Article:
This afternoon, we'll head out to Stokoe Farms, which is where we've been getting our trees since we moved to Rochester in 1997. There's a ritual associated with that, too, of course. We have to wander through the rows and rows of trees (usually the Fraser firs, but this year I'm thinking about maybe a Concolor) until one speaks to me. (You can roll your eyes at that...the kids certainly do!) Then Gerald cuts it down, the workers haul it back to the main barn and run it through the needle shaker and baling machines. While Gerald ties it onto the van, the boys and I enjoy the free hot chocolate and cookies, and they climb around in the straw-bale fort. Then it's back home to set up and decorate the tree, enjoy some hot chocolate and a fire at home, and maybe do a little early baking. (My favorite holiday recipe, from Gourmet Magazine, is for these absolutely amazing double chocolate walnut biscotti. They make wonderful gifts--if you can keep yourself from eating them before they're wrapped and given away!)

There's a lot to be said for holiday traditions, and even more to be said for focusing on holiday activities you do together as a family rather than the frantic gift acquisition and exchange process.

Happy holidays!

powerpoint redux

I'm spending the entire day today sitting in bed, finishing up powerpoint-for-pay that should have been done months and months ago, but that I've put off because it's such an unpleasant task.

The slides are to accompany a new edition of a data communication textbook that I used during my first two years at RIT, when I actually taught data comm classes. The money is good, but the work is tedious and unrewarding. Blah.

In a nice example of synchronicity, however, David Byrne is speaking here in Rochester tonight, about his creative work with PowerPoint! I just ordered a ticket to reward myself.

havin' a party

dc_e_fuzzyWe're having a (small) party on Friday night for my birthday, and Weez has been dropping fabulous discs in my office to fit the "cocktail lounge" theme that we've chosen.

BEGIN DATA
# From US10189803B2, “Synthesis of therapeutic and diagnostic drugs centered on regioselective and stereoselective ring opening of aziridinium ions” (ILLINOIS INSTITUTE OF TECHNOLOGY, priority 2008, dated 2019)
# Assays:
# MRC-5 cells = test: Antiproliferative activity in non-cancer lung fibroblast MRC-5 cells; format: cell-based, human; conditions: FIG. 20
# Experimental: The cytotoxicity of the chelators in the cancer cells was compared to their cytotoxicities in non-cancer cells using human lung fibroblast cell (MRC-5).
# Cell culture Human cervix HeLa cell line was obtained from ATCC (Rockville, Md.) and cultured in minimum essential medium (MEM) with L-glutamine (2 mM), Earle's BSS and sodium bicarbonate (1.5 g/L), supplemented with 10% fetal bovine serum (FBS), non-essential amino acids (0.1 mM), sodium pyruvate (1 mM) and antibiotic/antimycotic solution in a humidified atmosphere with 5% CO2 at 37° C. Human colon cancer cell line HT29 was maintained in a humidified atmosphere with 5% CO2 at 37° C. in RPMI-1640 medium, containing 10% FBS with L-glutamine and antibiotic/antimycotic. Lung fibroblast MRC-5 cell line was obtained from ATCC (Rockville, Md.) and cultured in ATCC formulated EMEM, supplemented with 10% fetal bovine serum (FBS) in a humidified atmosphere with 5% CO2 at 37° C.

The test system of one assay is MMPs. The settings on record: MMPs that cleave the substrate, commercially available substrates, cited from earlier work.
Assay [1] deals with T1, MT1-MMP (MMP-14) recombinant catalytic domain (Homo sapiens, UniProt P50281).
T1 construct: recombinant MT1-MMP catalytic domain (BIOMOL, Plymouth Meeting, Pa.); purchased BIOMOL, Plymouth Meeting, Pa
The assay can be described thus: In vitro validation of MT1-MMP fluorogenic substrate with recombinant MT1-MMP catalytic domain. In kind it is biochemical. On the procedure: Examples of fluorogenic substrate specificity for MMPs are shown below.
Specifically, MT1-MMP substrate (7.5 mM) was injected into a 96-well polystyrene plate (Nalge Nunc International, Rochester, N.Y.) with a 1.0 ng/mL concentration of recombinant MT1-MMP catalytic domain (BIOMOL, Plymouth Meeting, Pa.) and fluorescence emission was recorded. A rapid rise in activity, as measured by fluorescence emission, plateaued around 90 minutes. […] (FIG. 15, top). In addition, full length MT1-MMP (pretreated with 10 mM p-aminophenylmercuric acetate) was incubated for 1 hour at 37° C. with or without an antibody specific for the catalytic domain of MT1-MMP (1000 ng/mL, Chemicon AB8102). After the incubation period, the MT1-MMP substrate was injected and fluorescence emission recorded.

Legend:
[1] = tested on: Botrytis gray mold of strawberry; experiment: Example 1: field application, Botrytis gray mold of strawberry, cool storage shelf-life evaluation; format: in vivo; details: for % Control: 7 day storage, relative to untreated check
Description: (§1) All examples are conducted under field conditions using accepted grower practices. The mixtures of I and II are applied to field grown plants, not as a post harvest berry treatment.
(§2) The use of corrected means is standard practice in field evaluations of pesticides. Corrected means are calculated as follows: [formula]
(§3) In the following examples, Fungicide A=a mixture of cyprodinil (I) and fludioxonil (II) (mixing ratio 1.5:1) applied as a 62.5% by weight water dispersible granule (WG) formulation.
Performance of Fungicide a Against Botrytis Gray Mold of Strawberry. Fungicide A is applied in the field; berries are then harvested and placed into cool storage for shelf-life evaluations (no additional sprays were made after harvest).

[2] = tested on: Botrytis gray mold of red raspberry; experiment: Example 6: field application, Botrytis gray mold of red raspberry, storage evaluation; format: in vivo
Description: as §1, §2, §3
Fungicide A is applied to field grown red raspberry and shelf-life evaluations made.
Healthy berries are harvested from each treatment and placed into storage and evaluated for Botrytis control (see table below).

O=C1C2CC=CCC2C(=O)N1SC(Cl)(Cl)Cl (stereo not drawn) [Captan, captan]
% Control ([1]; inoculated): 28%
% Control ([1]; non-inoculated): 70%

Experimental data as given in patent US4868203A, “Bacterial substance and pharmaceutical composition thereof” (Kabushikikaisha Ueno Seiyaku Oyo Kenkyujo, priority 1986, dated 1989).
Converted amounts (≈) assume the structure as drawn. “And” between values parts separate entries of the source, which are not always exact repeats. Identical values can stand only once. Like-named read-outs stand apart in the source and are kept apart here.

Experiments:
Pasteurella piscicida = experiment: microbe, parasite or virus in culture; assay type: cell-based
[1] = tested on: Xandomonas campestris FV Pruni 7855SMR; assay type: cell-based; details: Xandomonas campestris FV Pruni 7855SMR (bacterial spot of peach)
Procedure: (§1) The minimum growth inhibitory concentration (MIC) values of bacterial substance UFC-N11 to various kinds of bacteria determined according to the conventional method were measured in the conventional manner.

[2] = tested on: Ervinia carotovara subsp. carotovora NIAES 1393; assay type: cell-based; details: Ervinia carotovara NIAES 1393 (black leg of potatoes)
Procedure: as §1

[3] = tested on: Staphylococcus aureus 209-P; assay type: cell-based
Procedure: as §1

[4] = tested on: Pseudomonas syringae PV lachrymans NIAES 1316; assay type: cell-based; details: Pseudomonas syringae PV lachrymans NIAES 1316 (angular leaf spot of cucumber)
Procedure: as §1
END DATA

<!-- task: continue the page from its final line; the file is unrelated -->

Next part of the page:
The best of the bunch is one called Ultra-Lounge, which has (I kid you not) a leopard-print velour cover on the disc.

Turns out that UltraLounge has a web site, complete with streaming lounge music and a whole lotta compilations. w00t! I'm craving the Tiki Sampler...may have to acquire that one for myself.

rheingold @ rit

howard rheingoldHoward Rheingold arrives in Rochester tonight, and will be speaking on campus tomorrow evening at 7:30pm as part of RIT's Gannett Lecture Series.

If you've ever heard Howard speak, you probably don't need me to tell you it's well worth attending the talk. If you haven't heard Howard speak...well, it's well worth attending the talk!

You can visit Howard's web site for more information on him, and/or the Smart Mobs site that supports his excellent recent book.

shneiderman at rit

Tomorrow Ben Shneiderman, HCI guru and author of the recent book Leonardo's Laptop, will be doing a lecture on the RIT campus from 1-2pm.

I've been invited to the luncheon preceding the lecture, so I'm doing some quick reading tonight. Shneiderman's web site seems a bit out of date (it doesn't even mention the new book, for example). I was rather hoping that I'd find a blog there, but no such luck.

I did find a few blog entries that mentioned a talk he'd given last year--one by Lilia Efimova, and one by Jay Cross.

Seems like some of what Shneiderman's working on these days regarding visualization of large data sets would be well-suited to the world of YASNS. Visualization is a weakness in most of the systems I've seen. There's all that data there, but it's awfully hard to make sense of except in the simplest of ways. (Hmmm. That needs some teasing out. Maybe tomorrow after his talk.)